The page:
Letters to the Editor, January 23, 2018
Lam’s appeal to young falls on deaf ears
Press reports following the policy address last year, indicated that a lot of young people were lukewarm about the chief executive’s call for them to join “various government boards and committees”.
It appears that many youngsters are showing little interest in politics. Their main concerns are with themselves rather than society.
They are reluctant to join any of these boards because they do not trust the government thanks to the track record of previous administrations.
Carrie Lam Cheng Yuet-ngor has done a far better job than her predecessor Leung Chun-ying, when it comes to trying to listen to teenagers, but this is still not enough.
She and her government will have to do a lot more to win the trust of young people and be credible in their eyes.
The latest efforts of the government to engage young people appear to be superficial and it continues to ignore their views.
Instead of just blaming young adults for appearing to be so non-committal, officials should really try and ask themselves why so many of them do not want to be involved in politics in Hong Kong.
Marco Chan Hei-yin, Lohas Park
Milk tea still an important part of city’s culture
I was pleased when the Leisure and Cultural Services Department included milk-tea making as part of its list of the Intangible Cultural Heritage of Hong Kong.
Milk tea is a symbol of our culture and like our city it has gone through many changes. You used to just see it in traditional Hong Kong cafes and street food stalls, but now you can get in fast food chains like McDonald’s and in eateries around the world, so it is a part of our culinary tradition that we should be proud of.
It remains a popular drink with citizens from different generations, especially as the milk used is sweeter and creamier than ordinary milk.
For many of us it is part of our memories of growing up. Some parents do not consider it to be a healthy drink for their children, but I do hope it will survive and like other parts of our culture will be promoted globally.
Sally Wong Ka-yee, Kwai Tsing
Road pricing scheme can cut air pollution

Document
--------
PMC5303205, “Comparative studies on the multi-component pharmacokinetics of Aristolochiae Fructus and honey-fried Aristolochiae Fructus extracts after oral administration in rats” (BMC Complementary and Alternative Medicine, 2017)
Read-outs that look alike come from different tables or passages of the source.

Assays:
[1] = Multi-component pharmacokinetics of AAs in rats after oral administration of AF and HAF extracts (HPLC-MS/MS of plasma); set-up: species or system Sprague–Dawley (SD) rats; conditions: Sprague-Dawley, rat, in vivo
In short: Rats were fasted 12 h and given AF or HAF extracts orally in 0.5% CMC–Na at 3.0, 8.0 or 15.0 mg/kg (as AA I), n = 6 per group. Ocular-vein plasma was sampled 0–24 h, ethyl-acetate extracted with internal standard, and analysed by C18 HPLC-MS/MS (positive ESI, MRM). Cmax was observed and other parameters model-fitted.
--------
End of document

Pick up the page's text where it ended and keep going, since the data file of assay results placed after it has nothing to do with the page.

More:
Electronic road pricing (ERP) has proved to be successful at reducing traffic congestion in a number of countries, including Singapore and Japan.
It is particularly effective in downtown areas where traffic is very heavy during weekdays. I think it could help to ease congestion in areas of Hong Kong, especially at tolls where drivers have to stop and physically pay fees, for example, the Cross-Harbour Tunnel.
With ERP, only cars with certain registration numbers would be allowed to go through designated tolls. This would encourage drivers who are not eligible to take their cars on certain days to seek alternative, more eco-friendly arrangements, for example, joining a car pool or using public transport.
There is clearly a need to reduce congestion as this can lead to lower levels of roadside air pollution and help to clean up the environment. Therefore, I think the adoption of ERP is a no-brainer in Hong Kong.
Victoria Lai Yi-ching, Tsing Lung Tau
Take simple precautions to protect cash
The report about a dozen passengers having cash stolen on a flight from Beijing (“Chinese embassy issues warning after a dozen passengers lose cash on flight to Prague”, January 6) should serve as a warning to all air travellers. Some of the victims on the flight had stored money in seat pockets and luggage in overhead lockers, which would have made it relatively easy to find and take without drawing attention.
What matters is to take simple precautions, such as not boarding with too much cash. People can always change money when they arrive at their destination. Shop around and find a bank or money changer offering the best rate.
And of course, people need to take care of their personal belongings at all times, including when they are on a flight. Passengers have to stop assuming that everything is fine, because they have now boarded a plane.
Emily Wong, Kwai Chung
Stress remains real problem in local schools
I agree with critics of our education system that it is resulting in a lot of pupils feeling high levels of stress.
They are facing this stress for various reasons including having too many tests and too much homework. And I am not just talking about senior secondary forms. Even children in Primary One are under far too much pressure.
Often when they have finished all their homework assignments, there is no time left for relaxation and they have to go straight to bed. Parents need to ensure their children get enough rest and schools should lower workloads.
Kelly Wong, Po Lam